Just-in-time Bayesianism
I propose a simple variant of subjective Bayesianism that I think captures some important aspects of how humans^{1} reason in practice given that Bayesian inference is normally too computationally expensive. I apply it to the problem of trapped priors, to discounting small probabilities, and mention how it relates to other theories in the philosophy of science.
A motivating problem in subjective Bayesianism
Bayesianism as an epistemology has elegance and parsimony, stemming from its inevitability as formalized by Cox’s theorem. For this reason, it has a certain magnetism as an epistemology.
However, consider the following example: a subjective Bayesian which has only two hypothesis about a coin:
\[ \begin{cases} \text{it has bias } 2/3\text{ tails }1/3 \text{ heads }\\ \text{it has bias } 1/3\text{ tails }2/3 \text{ heads } \end{cases} \]
Now, as that subjective Bayesian observes a sequence of coin tosses, he might end up very confused. For instance, if he only observes tails, he will end up assigning almost all of his probability to the first hypothesis. Or if he observes 50% tails and 50% heads, he will end up assigning equal probability to both hypotheses. But in neither case are his hypotheses a good representation of reality.
Now, this could be fixed by adding more hypotheses, for instance some probability density to each possible bias. This would work for the example of a coin toss, but might not work for more complex real-life examples: representing many hypothesis about the war in Ukraine or about technological progress in their fullness would be too much for humans.^{2}
So on the one hand, if our set of hypothesis is too narrow, we risk not incorporating a hypothesis that reflects the real world. But on the other hand, if we try to incorporate too many hypothesis, our mind explodes because it is too tiny. Whatever shall we do?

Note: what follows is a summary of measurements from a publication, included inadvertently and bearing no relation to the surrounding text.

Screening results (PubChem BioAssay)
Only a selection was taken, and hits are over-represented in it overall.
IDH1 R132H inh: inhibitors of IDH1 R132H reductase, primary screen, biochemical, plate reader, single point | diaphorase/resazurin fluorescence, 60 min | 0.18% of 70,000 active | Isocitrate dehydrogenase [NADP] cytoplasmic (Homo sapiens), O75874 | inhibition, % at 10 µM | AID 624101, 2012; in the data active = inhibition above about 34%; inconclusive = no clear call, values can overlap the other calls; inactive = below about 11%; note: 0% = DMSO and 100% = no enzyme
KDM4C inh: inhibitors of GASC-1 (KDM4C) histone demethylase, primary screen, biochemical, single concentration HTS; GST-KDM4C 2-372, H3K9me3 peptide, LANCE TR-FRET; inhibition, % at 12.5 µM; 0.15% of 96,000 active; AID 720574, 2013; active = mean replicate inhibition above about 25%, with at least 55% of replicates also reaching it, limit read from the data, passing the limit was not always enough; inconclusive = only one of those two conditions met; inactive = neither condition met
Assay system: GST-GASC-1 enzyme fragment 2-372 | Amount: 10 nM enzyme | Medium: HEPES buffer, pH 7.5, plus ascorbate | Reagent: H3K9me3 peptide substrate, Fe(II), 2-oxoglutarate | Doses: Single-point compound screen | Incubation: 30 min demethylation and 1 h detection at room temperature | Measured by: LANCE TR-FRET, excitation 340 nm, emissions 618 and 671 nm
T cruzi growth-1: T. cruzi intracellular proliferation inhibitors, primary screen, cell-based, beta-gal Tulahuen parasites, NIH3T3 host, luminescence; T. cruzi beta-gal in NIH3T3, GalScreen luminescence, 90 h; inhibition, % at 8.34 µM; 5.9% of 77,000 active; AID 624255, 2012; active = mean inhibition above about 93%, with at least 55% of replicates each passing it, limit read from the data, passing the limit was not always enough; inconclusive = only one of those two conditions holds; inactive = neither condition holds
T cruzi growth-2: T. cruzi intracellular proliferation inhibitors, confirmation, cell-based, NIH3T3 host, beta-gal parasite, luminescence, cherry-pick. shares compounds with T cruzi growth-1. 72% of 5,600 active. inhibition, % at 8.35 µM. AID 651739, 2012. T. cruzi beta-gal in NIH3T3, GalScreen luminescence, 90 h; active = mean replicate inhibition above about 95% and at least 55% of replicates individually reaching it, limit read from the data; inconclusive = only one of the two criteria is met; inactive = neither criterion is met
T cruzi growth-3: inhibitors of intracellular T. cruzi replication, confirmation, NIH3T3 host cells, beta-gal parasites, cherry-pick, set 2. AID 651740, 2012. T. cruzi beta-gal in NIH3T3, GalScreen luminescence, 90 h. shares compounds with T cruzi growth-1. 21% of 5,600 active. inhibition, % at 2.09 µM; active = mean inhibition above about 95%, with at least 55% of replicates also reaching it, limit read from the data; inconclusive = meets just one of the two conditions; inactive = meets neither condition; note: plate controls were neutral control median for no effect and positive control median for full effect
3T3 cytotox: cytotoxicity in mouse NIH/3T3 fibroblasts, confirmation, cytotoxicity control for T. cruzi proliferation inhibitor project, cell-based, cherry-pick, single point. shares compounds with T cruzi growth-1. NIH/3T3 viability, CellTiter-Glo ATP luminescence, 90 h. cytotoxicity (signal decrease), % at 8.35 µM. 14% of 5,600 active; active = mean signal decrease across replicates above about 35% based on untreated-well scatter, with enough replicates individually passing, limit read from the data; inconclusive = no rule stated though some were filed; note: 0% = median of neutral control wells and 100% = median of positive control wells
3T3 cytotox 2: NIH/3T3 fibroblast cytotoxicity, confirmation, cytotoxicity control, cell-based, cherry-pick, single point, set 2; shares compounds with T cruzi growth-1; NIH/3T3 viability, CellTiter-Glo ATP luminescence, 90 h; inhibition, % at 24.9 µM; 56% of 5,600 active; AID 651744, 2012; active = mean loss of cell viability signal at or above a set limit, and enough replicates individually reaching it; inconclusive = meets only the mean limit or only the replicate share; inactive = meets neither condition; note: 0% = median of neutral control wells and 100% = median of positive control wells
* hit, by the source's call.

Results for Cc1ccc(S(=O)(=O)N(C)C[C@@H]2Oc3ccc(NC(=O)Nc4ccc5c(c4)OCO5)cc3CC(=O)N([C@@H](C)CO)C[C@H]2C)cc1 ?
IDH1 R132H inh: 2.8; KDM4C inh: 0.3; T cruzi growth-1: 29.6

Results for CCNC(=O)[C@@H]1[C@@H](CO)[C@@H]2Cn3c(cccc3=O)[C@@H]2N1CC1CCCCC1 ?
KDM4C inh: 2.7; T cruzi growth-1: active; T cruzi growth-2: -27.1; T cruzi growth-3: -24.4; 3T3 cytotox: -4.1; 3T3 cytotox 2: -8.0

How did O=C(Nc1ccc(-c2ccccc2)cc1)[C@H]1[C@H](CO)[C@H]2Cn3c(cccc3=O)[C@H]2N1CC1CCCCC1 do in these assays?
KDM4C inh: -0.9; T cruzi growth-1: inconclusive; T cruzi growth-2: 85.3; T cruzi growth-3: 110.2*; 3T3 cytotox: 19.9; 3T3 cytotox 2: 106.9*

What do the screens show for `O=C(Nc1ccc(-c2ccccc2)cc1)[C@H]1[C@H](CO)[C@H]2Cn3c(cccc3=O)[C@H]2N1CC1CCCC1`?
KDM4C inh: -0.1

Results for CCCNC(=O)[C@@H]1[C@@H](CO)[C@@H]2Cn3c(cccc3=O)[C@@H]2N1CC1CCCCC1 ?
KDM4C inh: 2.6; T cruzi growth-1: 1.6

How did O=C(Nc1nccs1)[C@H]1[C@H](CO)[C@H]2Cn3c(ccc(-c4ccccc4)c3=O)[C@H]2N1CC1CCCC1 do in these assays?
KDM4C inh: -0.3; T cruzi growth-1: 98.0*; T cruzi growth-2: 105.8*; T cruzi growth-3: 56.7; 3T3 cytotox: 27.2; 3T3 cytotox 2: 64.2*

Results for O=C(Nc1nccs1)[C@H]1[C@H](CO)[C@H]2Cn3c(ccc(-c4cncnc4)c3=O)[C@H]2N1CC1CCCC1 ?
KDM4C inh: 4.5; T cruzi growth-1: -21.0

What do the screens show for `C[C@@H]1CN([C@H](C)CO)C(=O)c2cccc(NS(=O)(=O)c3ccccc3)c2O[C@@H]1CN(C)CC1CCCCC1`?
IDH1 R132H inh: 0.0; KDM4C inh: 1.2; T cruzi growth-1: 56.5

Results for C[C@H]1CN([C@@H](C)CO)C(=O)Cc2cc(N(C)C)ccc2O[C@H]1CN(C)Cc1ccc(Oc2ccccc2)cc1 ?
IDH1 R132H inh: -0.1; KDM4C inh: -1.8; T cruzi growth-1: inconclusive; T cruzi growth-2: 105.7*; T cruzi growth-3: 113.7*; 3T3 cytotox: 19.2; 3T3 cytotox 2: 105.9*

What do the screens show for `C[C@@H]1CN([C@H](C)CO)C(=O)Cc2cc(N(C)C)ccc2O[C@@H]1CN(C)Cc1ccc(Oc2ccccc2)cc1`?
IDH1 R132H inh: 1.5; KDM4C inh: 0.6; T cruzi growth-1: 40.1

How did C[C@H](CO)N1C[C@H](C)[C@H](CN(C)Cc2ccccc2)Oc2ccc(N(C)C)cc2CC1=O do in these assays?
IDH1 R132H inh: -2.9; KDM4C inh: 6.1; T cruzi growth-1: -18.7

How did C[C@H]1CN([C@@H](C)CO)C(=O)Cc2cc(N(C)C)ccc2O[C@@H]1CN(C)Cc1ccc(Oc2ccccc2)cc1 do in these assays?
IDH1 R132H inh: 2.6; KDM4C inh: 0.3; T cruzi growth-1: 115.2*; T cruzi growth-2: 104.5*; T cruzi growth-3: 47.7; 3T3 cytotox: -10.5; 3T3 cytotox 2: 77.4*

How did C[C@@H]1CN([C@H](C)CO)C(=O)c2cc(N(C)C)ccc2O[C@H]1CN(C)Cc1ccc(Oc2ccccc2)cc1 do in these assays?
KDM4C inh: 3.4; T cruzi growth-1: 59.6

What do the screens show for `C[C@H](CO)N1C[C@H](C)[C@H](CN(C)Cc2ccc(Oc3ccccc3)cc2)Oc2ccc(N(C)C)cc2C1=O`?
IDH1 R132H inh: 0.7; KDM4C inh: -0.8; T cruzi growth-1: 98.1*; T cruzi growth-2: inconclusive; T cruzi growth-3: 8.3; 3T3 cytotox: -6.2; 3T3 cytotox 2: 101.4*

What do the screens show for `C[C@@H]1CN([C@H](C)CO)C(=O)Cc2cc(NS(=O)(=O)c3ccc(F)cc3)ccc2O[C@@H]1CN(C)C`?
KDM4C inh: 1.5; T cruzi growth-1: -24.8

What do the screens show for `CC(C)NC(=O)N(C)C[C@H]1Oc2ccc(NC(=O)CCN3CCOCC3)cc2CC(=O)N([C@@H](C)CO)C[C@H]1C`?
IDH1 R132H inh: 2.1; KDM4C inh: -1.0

Just-in-time Bayesianism by analogy to just-in-time compilation
Just-in-time compilation refers to a method of executing programs such that their instructions are translated to machine code not at the beginning, but rather as the program is executed.
By analogy, I define just-in-time Bayesianism as a variant of subjective Bayesian where inference is initially performed over a limited number of hypothesis, but if and when these hypothesis fail to be sufficiently predictive of the world, more are searched for and past Bayesian inference is recomputed. This would look as follows:
I intuit that this method could be used to run a version of Solomonoff induction that converges to the correct hypothesis that describes a computable phenomenon in a finite (but still enormous) amount of time. More generally, I intuit that just-in-time Bayesianism will have some nice convergence guarantees.
As this relates to…
ignoring small probabilities
Kosonen 2022 explores a setup in which an agent ignores small probabilities of vast value, in the context of trying to deal with the “fanaticism” of various ethical theories.
Here is my perspective on this dilemma:
- On the one hand, neglecting small probabilities has the benefit of making expected calculations computationally tractable: if we didn’t ignore at least some possibilities, we would never finish these calculations.